Why you Need to Move at Work

When we look at how long we spend at work throughout our lives, that’s a long time to be sitting at a desk. While most of us know that it’s not good for our bodies to be continually sitting down, recently there have been a variety of studies released which have revealed that sitting down consistently at work can actually shave years off your life.

If you want to avoid this early death, you’ll need to exercise for an hour every single day to make up for the fact that you’ve been sitting in a chair for the majority of your day.

Most people won’t do this, so instead, there are a few different things you can do to ensure that you’re getting enough incidental exercise throughout the day.

"the office desk"
“the office desk”

While it’s normal to be tired after work, the worst thing you can do is get in your car (where you’re still sitting), go home, and sit on the couch. Instead, head to the gym or outside for  quick walk, which will actually help clear your mind, get those endorphins flowing, and energise you.

For those that drive to work each day, you probably already know that this is both bad for your health and the environment. Instead, see if you can walk to a bus or train station, use public transport to get close to your work, and then get off a stop early and spend more time walking and enjoying the fresh air.

There are also a number of ways that you can improve your posture, stretch, and get moving while you’re actually at work. A new social media campaign called #officeyoga was recently launched by Furniture at Work, and they’re using this 5,000 year old practice to help employees spending a large amount of time sitting at work desks to combat some of the most common injuries and sicknesses in the workplace.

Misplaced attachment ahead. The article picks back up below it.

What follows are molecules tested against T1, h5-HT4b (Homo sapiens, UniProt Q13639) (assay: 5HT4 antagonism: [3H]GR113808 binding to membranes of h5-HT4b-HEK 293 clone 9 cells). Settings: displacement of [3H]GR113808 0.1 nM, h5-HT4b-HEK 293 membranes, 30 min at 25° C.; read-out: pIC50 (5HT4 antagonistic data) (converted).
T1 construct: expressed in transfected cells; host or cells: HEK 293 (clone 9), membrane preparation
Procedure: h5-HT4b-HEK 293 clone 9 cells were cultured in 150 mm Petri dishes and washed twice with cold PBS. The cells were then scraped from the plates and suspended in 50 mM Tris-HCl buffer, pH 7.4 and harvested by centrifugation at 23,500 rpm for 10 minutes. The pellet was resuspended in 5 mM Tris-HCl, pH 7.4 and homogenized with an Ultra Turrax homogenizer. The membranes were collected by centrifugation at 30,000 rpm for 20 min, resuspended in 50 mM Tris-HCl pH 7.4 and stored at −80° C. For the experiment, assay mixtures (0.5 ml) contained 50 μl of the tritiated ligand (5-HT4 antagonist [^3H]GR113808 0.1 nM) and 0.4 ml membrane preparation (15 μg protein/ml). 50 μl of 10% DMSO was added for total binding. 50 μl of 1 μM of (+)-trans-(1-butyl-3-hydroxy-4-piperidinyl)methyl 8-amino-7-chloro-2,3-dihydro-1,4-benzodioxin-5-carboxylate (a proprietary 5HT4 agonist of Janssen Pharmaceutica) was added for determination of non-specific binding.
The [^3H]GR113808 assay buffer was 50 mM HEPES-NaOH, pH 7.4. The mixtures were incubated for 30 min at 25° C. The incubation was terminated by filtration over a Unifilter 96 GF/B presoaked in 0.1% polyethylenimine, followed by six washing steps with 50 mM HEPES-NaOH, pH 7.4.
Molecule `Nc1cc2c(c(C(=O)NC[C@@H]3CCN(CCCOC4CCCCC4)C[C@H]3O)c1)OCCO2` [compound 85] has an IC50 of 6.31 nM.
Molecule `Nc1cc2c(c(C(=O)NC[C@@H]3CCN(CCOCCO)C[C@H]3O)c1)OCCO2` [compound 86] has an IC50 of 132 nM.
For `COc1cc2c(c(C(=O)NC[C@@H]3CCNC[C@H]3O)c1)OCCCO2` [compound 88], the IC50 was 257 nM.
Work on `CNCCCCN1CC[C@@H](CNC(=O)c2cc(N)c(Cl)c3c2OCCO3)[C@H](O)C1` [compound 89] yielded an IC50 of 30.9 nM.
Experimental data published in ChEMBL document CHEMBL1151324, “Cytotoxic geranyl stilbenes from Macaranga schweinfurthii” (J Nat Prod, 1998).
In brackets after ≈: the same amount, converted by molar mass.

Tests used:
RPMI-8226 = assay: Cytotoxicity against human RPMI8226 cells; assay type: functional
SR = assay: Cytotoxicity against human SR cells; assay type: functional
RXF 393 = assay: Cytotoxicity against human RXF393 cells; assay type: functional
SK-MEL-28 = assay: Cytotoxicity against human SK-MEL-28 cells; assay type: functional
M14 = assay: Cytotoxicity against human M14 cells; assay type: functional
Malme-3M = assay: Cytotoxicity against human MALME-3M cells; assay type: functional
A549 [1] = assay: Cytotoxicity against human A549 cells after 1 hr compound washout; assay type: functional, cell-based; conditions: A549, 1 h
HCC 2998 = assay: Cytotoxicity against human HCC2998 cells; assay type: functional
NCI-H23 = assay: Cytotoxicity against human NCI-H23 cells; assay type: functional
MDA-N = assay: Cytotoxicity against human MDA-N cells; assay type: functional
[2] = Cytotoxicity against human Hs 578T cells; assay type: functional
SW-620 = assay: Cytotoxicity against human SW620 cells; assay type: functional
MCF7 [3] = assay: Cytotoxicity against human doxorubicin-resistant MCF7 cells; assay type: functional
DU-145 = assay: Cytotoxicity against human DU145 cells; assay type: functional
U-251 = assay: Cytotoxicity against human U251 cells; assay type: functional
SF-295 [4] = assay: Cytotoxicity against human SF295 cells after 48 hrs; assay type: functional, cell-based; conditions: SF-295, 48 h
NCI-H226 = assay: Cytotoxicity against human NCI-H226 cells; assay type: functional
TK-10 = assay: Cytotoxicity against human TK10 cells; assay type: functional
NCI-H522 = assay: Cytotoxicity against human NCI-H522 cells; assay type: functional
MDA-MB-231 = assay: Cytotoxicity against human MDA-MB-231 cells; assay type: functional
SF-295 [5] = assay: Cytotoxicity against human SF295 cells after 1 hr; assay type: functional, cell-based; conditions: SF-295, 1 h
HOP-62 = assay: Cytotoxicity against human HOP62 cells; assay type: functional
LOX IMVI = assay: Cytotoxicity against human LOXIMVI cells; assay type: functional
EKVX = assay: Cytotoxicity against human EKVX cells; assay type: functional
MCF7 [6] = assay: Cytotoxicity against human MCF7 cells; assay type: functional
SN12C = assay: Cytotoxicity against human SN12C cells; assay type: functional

"the filing cabinet"
“the filing cabinet”

If you find that your neck is continually aching, the cat cow stretch is a great option, and will help strengthen and stretch your spine and neck, while also improving your balance and posture. While you’re sitting on your office chair, arch your back, inhale as you push your belly forward, and then work to move your shoulders back as far as possible. That’s cow position.

While exhaling, you’re going to move into the opposite position, rounding your spine, bringing your shoulders forward and looking at the ground. This is cat position. Use five breaths and move between both of these positions to get a great stretch.

The chair Eagle Pose is another great stretch, particularly for those who spend a lot of time typing since it helps loosen shoulders and wrists. Cross your legs, and wrap your left thigh around your right, trying to move your left foot as far around your right calf as possible. Next, bend your elbows, bringing your palms together until they’re touching. Lift your elbows and drop your shoulders nice and far from your ears, before holding for three to five breaths.


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